Wealthier residents of Igbalangao are not necessarily less vulnerable to the effects of typhoons. Everyone agreed that those that can afford the ever popular villa style bungalows with concrete walls and iron sheet roofs did not suffer much during storms. But the people who live in what they termed half-way houses often have a rough time. A half-way house is a hybrid of traditional and modern - a compromise both in design and construction technique. With few exceptions the surveys showed that it was these houses which had suffered most damage in recent storms. Interestingly, it was the builders, who had actually been responsible for carrying out the modifications, at the house-owners behest, who pointed out the reasons why these houses had been damaged.
Incompatibility between traditional methods and modern materials is the root of the problem. Iron sheet roofing, for example, cannot easily be securely fixed to bamboo roof structures; the nails do not hold very well. Whilst it is a simple and inexpensive matter to replace a few panels or even the entire covering of a wind-damaged palm-thatch, there is not much worth salvaging of an iron sheet roof that has been ripped away in typhoon force winds. And the increasingly common practice of replacing split-bamboo lattice-work wall panels with plywood sheets seems to make the entire structure more prone to storm damage. Wind can blow through open weave wall panels whilst the pressure that builds up against plywood-clad walls puts severe stress on the basic frame of these buildings.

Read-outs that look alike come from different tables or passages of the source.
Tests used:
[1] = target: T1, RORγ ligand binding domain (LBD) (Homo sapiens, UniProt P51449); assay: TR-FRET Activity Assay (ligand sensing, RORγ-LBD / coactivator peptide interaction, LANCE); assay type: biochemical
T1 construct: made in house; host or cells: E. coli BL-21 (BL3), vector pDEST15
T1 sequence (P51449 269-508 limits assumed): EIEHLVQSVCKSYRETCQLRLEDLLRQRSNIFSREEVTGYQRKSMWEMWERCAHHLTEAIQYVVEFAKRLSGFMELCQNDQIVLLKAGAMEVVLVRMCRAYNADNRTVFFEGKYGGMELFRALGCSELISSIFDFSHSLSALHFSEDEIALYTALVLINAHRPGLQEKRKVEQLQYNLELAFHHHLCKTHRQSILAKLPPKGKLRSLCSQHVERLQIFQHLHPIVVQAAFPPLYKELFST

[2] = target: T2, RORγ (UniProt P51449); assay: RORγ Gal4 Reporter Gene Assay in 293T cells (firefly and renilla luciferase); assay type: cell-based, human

This study shows that people in Igbalangao have a comprehensive range of traditional techniques to help them resist and recover. Their bamboo houses are fairly robust. Typhoons have always presented a serious threat but the community faces severe threats from other risks. In particular, they reported that their annual harvest is at risk from flash floods that now strike every year. They have ways of coping with typhoons, but declining food security is now a much more pressing problem.
Young people are migrating to nearby towns, to Manila or overseas to earn a living. Older residents still have their buttresses ready to prop their houses. This project allowed them to present their own perceptions of vulnerability and coping. To their visitors it seemed that they are better equipped to cope with meterological acts of god than some of the twentieth century threats associated with rapid modernisation.